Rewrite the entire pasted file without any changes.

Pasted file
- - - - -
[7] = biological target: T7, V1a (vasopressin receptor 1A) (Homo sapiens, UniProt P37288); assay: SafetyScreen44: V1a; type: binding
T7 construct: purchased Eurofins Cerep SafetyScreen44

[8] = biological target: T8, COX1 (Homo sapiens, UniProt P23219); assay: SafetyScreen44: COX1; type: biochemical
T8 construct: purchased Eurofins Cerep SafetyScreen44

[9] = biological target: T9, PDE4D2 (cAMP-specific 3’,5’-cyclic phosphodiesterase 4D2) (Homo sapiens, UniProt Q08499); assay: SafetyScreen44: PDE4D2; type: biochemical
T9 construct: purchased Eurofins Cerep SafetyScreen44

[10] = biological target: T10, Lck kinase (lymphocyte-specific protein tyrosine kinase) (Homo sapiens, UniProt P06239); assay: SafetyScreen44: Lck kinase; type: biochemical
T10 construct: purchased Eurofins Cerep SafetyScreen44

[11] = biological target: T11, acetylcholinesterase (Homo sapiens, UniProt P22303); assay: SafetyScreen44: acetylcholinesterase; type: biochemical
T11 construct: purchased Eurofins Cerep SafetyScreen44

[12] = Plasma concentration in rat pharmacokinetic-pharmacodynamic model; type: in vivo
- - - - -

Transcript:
[7] = biological target: T7, V1a (vasopressin receptor 1A) (Homo sapiens, UniProt P37288); assay: SafetyScreen44: V1a; type: binding
T7 construct: purchased Eurofins Cerep SafetyScreen44

[8] = biological target: T8, COX1 (Homo sapiens, UniProt P23219); assay: SafetyScreen44: COX1; type: biochemical
T8 construct: purchased Eurofins Cerep SafetyScreen44

[9] = biological target: T9, PDE4D2 (cAMP-specific 3’,5’-cyclic phosphodiesterase 4D2) (Homo sapiens, UniProt Q08499); assay: SafetyScreen44: PDE4D2; type: biochemical
T9 construct: purchased Eurofins Cerep SafetyScreen44

[10] = biological target: T10, Lck kinase (lymphocyte-specific protein tyrosine kinase) (Homo sapiens, UniProt P06239); assay: SafetyScreen44: Lck kinase; type: biochemical
T10 construct: purchased Eurofins Cerep SafetyScreen44

[11] = biological target: T11, acetylcholinesterase (Homo sapiens, UniProt P22303); assay: SafetyScreen44: acetylcholinesterase; type: biochemical
T11 construct: purchased Eurofins Cerep SafetyScreen44

[12] = Plasma concentration in rat pharmacokinetic-pharmacodynamic model; type: in vivo